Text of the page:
I’m not sure I agree with that. When I play a game, I do so out of fun… not with the expectation I’m going to save 50 cents on a cup of coffee, or $5 on a t-shirt.
A better term is startup forks
I like that.
I’m learning the ways of open source and git. Don’t like the way a code project is going, or want it your way? just Fork it!
I keep trying to like FourSquare, but it just doesn’t have a compelling draw for me. It’s use of “First name Last initial” instead of a screen name like Twitter means I never know if “John S” is someone I know of not. It’s iPhone app loads too slow and is too complex. I’ve yet to find myself feeling like “I must checkin here!” Instead I think “Oh, maybe I should checkin in hopes they’ve finally made it interesting.” I really want to like it, I just don’t.
Its raw and has to get better in all the areas you outline and more
but they will own the non-gaming pie.
indeed. though i suspect that will also end up being the non-money part of the pie as well.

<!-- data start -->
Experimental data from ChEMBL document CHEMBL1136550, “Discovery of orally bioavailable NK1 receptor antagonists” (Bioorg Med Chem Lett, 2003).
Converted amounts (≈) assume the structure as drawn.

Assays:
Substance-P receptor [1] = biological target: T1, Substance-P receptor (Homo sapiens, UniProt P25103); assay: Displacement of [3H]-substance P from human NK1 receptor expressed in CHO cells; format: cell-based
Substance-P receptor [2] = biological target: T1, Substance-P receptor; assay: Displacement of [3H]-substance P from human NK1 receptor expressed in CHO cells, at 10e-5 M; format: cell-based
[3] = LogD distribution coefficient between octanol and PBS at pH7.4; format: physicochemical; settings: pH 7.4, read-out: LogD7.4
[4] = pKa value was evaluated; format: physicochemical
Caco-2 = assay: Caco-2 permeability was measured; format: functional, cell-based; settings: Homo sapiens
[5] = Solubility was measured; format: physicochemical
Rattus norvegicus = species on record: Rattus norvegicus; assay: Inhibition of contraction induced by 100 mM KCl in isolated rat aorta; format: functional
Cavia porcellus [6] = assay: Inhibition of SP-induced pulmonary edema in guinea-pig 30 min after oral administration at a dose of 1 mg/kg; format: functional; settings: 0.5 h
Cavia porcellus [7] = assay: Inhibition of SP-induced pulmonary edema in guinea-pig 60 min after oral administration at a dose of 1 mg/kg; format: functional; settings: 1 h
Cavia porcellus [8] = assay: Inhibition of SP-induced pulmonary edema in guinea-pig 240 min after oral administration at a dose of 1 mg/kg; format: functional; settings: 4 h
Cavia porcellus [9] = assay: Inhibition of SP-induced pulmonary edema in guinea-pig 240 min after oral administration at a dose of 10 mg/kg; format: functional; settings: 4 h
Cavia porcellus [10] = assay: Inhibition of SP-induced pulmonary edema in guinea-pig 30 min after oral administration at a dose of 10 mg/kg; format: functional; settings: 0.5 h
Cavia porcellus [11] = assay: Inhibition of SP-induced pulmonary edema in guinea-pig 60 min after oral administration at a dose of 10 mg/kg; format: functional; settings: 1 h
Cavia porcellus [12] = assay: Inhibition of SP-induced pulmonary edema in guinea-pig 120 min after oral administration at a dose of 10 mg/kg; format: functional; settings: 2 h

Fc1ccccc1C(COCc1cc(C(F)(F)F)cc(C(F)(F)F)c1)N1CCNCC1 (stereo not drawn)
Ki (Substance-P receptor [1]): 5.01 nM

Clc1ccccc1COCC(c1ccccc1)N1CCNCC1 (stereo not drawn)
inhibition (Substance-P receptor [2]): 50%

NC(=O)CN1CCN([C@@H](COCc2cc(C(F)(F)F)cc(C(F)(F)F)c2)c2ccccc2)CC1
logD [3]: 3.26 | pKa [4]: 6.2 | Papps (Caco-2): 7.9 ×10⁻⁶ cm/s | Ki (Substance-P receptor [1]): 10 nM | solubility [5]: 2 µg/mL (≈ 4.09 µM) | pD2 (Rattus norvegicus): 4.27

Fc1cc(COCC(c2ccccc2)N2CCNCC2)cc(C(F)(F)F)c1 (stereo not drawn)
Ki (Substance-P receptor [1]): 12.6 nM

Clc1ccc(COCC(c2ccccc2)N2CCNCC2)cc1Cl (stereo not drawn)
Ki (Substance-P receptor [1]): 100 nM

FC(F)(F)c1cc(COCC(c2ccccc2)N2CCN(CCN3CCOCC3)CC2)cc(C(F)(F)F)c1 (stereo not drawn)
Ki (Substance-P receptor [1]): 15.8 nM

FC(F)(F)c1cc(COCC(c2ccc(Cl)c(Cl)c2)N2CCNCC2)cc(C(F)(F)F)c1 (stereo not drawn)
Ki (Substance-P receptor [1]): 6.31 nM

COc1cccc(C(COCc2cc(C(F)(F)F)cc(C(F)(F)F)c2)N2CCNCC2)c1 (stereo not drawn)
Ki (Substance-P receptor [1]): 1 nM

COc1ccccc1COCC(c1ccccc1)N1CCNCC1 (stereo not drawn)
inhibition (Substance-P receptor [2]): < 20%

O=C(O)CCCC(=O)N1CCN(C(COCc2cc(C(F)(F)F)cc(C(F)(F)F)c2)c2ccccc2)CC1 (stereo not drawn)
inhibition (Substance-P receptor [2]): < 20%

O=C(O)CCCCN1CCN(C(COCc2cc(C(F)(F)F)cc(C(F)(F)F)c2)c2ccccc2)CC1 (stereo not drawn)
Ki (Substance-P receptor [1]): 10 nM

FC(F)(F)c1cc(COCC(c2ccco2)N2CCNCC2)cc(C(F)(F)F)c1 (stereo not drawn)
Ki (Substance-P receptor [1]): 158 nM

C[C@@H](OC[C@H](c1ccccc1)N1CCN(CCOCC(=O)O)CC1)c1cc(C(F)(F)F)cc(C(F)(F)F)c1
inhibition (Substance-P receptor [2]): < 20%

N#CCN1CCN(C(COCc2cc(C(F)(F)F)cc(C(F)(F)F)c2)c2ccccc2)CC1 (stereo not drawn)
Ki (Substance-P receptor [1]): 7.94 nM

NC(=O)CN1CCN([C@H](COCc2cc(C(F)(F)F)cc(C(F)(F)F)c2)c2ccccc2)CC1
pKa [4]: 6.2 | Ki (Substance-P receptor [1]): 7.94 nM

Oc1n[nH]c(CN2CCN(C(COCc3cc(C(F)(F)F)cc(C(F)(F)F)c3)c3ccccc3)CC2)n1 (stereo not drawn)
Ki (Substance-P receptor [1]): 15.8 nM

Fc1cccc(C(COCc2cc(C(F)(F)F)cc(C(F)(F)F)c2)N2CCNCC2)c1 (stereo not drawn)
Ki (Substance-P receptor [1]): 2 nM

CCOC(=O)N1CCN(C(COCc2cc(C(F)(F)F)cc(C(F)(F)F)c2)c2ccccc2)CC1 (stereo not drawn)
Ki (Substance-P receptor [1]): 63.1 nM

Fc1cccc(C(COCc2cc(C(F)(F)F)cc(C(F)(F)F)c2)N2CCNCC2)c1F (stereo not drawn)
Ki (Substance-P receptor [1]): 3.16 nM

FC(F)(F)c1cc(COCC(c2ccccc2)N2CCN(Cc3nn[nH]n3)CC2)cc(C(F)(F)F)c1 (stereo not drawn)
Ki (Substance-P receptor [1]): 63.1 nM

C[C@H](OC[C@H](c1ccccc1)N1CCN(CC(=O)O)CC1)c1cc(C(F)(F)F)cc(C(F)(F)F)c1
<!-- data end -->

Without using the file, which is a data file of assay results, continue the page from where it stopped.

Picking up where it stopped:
re: google fear and thus not using their products – you use them whether you want to or not. When you use this site – Google analytics knows. Between Google analytics, maps and adsense Google can track you across most sites on the internet, whether you ever agreed to a terms of service or not.I’m personally not a privacy freak, but I think the fear of “big brother” (especially outside the US where it rightly or wrongly assumed all massive US communications companies are in bed with US govt) is too big of a target for some politician to resist. Populist legislation around the privacy issue is for me Google’s biggest strategic threat.
yes, i agree there is no escaping google, for now. you hypothesized populist demand will lead to govt intervention to spoil google’s fun — i agree this is possible, though i think it is also possible greater awareness of digital rights will lead to greater demands for privacy friendly solutions from the private sector, and so that is also a part of my google abstinence logic — to fuel consumer demand for privacy solutions. as an example of what i mean, i’d much rather support an inferior search engine like startpage.com, a startup run by privacy fanatics, then feed the google machine (though agreed the google machine is omnipresent enough to see me anyway).